Perhaps the current violence, far less lethal in a quantitative sense, but blind and diffuse, is proving more agonizing than the major military operations of the past. The 16 casualties of an Islamist attack in Barcelona are comparable to that of a large traffic accident but arouse more popular emotion than the 10,000 deaths caused by an earthquake in China.
It is a task for the sociologists to identify the reasons for this newfound peace, however relative it may be.
- Perhaps the reasons lie in the incredible economic growth enjoyed at the beginning of the 21st century by Asian, South American, and, to a lesser extent, African and Eastern countries. Statistics (infant mortality, life expectancy, illiteracy, famines) show that economic violence has diminished, notwithstanding the threats that exist for all of humanity (financial disorder, global warming). It can be assumed that the ‘allergy to violence’ (Jean-Claude Guillebaud) increases with the improvement of living conditions.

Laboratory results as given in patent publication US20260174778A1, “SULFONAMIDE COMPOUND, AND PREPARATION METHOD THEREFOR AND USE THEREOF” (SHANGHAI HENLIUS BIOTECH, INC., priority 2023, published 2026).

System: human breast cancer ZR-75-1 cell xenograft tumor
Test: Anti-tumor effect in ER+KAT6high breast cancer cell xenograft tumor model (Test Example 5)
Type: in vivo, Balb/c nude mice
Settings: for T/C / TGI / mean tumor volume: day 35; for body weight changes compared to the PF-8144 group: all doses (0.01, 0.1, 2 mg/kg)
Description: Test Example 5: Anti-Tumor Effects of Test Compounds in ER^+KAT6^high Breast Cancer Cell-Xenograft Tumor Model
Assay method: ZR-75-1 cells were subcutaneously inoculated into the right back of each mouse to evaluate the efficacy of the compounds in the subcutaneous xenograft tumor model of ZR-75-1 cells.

- Perhaps they are also in the ‘modernization’ of lifestyles, with fertility rates in Asia and the Middle East finally meeting those of the West. We are reluctant to go to war when we have only one or two children and a reasonable hope of giving them a prosperous future. Is it any wonder that the current main hotbeds of war coincide with the poorest and most fertile regions (Afghanistan, Yemen, Central Africa, Sahel)?
- Perhaps they are ultimately in the balance achieved with terror, and the great nuclear powers’ aggression is restrained by the fear of inducing humanity’s ‘suicide.’